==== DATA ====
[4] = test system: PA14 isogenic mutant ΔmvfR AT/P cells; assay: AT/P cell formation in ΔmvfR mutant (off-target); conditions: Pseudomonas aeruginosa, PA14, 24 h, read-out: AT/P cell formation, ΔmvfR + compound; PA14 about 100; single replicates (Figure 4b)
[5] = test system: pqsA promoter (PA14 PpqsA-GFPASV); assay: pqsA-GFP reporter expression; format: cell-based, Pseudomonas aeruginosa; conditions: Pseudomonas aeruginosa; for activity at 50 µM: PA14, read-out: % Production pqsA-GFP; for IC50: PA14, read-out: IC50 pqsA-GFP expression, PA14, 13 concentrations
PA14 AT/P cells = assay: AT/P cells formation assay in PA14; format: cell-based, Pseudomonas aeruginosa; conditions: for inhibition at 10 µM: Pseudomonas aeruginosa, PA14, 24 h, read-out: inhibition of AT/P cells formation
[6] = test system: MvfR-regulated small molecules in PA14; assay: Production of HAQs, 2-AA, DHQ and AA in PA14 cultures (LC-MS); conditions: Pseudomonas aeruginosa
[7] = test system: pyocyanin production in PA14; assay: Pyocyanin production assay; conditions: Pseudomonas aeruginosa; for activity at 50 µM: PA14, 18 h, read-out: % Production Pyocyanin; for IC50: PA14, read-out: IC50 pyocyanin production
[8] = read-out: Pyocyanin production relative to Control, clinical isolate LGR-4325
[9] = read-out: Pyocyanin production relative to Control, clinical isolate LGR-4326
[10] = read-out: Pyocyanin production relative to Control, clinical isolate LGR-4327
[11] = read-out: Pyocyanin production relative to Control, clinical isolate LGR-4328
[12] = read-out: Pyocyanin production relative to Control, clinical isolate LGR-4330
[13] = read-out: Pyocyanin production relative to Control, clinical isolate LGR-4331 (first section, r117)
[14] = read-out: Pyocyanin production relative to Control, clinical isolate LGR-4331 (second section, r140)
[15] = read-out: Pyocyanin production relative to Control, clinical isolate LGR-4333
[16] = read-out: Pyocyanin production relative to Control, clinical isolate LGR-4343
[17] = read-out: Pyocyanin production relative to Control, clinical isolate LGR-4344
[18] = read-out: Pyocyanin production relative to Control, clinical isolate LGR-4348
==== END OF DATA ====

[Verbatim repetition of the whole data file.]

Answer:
[4] = test system: PA14 isogenic mutant ΔmvfR AT/P cells; assay: AT/P cell formation in ΔmvfR mutant (off-target); conditions: Pseudomonas aeruginosa, PA14, 24 h, read-out: AT/P cell formation, ΔmvfR + compound; PA14 about 100; single replicates (Figure 4b)
[5] = test system: pqsA promoter (PA14 PpqsA-GFPASV); assay: pqsA-GFP reporter expression; format: cell-based, Pseudomonas aeruginosa; conditions: Pseudomonas aeruginosa; for activity at 50 µM: PA14, read-out: % Production pqsA-GFP; for IC50: PA14, read-out: IC50 pqsA-GFP expression, PA14, 13 concentrations
PA14 AT/P cells = assay: AT/P cells formation assay in PA14; format: cell-based, Pseudomonas aeruginosa; conditions: for inhibition at 10 µM: Pseudomonas aeruginosa, PA14, 24 h, read-out: inhibition of AT/P cells formation
[6] = test system: MvfR-regulated small molecules in PA14; assay: Production of HAQs, 2-AA, DHQ and AA in PA14 cultures (LC-MS); conditions: Pseudomonas aeruginosa
[7] = test system: pyocyanin production in PA14; assay: Pyocyanin production assay; conditions: Pseudomonas aeruginosa; for activity at 50 µM: PA14, 18 h, read-out: % Production Pyocyanin; for IC50: PA14, read-out: IC50 pyocyanin production
[8] = read-out: Pyocyanin production relative to Control, clinical isolate LGR-4325
[9] = read-out: Pyocyanin production relative to Control, clinical isolate LGR-4326
[10] = read-out: Pyocyanin production relative to Control, clinical isolate LGR-4327
[11] = read-out: Pyocyanin production relative to Control, clinical isolate LGR-4328
[12] = read-out: Pyocyanin production relative to Control, clinical isolate LGR-4330
[13] = read-out: Pyocyanin production relative to Control, clinical isolate LGR-4331 (first section, r117)
[14] = read-out: Pyocyanin production relative to Control, clinical isolate LGR-4331 (second section, r140)
[15] = read-out: Pyocyanin production relative to Control, clinical isolate LGR-4333
[16] = read-out: Pyocyanin production relative to Control, clinical isolate LGR-4343
[17] = read-out: Pyocyanin production relative to Control, clinical isolate LGR-4344
[18] = read-out: Pyocyanin production relative to Control, clinical isolate LGR-4348